Known for: Off-the-beaten-path Italy, Barolo, Beaujolais
The Cave DSM | Des Moines, Iowa
Heather and Nick Leo, well-traveled musicians, opened their wine shop/wine bar in Des Moines as a means of getting their hands on the wines they liked to drink on the road, as well as bottles they found while living in northwestern Spain and Portugal. When they started talking with distributors, they were surprised to find that the wines were available in Iowa, but no one was buying them. The Leos were confident that The Cave could become the city’s primary access point for the wines that have become commonplace in larger markets. “In the wine bar, we keep the wines by the glass [selection] very small, so for reds it might just be a cabernet franc–based wine from the Loire Valley and a sumoll from Catalonia; we’re gently forcing people to try new things,” says Nick. Little by little, the shop has become a cultural hub, too, with regulars who don’t need much convincing to taste new things—or hear new music. The Leos are part of a local band that plays choro, a spin on samba from Rio de Janeiro, and often perform at the shop, which also hosts other local musicians.
Known for: Portugal, northwest Spain, Loire
Dirty Bacchus | Beacon, New York
As more and more natural wine shops open, the more valuable a buyer with a distinct point of view becomes. Steve Ventura’s Dirty Bacchus, an hour and a half north of New York City in Beacon, represents an idiosyncratic collection from the farthest corners of wine: Lefkada, Greece; Quebec, Canada; Valais, Switzerland; and the caves of the Loire. “It’s absolutely the craziest, most esoteric shit out there,” says Stephen Bitterolf, of importer Vom Boden. “Even wine dorks don’t recognize any of the wines.” And while navigating the narrow sliver of a store, lined with stacked cases and brimming wine racks, might not be for everyone, it serves as a very real snapshot of natural wine as it stands today.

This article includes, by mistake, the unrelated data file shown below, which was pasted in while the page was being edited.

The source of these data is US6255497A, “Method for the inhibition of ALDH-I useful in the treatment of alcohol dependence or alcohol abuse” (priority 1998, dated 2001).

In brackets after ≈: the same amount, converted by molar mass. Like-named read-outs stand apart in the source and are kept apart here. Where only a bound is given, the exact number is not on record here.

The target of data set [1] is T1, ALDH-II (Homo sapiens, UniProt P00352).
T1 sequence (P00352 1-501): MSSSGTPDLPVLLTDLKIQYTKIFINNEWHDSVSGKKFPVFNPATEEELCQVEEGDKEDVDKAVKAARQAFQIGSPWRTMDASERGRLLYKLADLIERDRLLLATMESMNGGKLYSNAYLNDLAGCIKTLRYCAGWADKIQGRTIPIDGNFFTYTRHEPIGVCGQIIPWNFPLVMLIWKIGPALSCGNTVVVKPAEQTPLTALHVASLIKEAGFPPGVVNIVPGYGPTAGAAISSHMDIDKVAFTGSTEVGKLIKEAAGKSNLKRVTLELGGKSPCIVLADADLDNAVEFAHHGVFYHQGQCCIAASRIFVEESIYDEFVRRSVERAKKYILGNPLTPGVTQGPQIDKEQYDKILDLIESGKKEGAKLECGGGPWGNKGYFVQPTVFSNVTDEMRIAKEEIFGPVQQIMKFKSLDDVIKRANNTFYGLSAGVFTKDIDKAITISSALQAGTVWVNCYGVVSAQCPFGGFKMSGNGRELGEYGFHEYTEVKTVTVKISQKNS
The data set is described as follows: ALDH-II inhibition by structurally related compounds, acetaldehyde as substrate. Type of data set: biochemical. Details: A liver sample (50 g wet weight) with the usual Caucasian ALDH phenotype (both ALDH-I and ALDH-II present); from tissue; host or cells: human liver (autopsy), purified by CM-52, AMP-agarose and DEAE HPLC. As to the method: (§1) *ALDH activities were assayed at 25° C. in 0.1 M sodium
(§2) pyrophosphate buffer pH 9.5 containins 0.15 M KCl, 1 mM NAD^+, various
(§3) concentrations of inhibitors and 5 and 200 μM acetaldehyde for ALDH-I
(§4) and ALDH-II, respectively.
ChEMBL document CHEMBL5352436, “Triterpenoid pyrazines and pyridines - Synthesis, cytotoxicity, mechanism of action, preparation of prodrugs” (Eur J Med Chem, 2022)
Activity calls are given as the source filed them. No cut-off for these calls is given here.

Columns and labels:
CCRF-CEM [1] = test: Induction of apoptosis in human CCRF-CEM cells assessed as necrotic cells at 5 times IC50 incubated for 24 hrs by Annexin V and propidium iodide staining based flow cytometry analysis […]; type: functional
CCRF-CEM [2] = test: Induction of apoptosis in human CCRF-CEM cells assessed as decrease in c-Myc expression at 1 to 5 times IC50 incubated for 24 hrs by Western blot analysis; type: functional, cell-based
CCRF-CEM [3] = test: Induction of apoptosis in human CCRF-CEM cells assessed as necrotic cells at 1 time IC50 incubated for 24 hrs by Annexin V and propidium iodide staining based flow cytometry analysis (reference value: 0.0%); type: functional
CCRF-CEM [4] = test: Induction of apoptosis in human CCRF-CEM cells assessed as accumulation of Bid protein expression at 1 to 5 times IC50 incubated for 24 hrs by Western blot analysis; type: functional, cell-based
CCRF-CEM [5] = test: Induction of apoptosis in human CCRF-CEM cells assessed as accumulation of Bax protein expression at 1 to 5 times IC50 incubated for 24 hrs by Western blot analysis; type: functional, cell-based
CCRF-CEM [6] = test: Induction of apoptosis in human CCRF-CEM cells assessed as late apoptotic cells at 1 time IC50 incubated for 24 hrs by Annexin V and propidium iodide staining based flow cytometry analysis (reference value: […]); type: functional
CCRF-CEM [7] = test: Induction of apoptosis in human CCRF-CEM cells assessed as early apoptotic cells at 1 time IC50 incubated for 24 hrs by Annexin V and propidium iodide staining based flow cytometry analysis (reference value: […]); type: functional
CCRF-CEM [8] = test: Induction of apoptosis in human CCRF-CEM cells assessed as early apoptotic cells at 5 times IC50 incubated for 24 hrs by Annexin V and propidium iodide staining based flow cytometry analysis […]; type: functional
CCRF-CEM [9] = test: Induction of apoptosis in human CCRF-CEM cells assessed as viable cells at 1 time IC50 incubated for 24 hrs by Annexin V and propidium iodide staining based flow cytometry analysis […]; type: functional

Known for: Germany, Greece, France
Domestique | Washington, D.C.
When Domestique opened at the end of 2018, it stood out not only for the fact that all the wines were natural (the interest was there amongst the D.C. drinking populace, but no other retailer had gone all-in), but that the shop, a corner space in an industrial building, was so huge. But during the pandemic, its grandiosity was rapidly overshadowed by its ability to build community with a smart and diverse staff and a mission to bring more wine drinkers into the fold through education. The linchpin of this was the store’s newsletter. Sure, at this point, plenty of wine stores have weekly newsletters designed to move cases, but Domestique’s became a witful forum in which to discuss hot topics within the natural wine world, such as the existence of minerality or the cause of mousiness (a flaw in some wines) or NBA players’ burgeoning interest in wine. In 2020, Domestique established its Major Taylor Fellowship, given to a person of color each year, with a three-week-long apprenticeship in the store to get a download on the ins and outs of wine retail.